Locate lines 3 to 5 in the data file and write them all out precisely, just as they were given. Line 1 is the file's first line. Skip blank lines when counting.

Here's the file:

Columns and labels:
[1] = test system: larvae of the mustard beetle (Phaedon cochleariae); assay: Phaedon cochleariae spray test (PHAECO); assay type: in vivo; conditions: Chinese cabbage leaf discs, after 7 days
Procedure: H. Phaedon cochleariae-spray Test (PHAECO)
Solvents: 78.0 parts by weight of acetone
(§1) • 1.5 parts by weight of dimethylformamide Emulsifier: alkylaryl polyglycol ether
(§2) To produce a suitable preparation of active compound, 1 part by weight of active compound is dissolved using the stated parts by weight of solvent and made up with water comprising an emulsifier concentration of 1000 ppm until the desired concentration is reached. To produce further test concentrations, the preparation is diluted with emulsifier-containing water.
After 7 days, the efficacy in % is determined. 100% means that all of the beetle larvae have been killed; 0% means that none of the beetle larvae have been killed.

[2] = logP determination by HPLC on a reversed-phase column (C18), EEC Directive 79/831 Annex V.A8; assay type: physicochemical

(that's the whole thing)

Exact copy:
Procedure: H. Phaedon cochleariae-spray Test (PHAECO)
Solvents: 78.0 parts by weight of acetone
(§1) • 1.5 parts by weight of dimethylformamide Emulsifier: alkylaryl polyglycol ether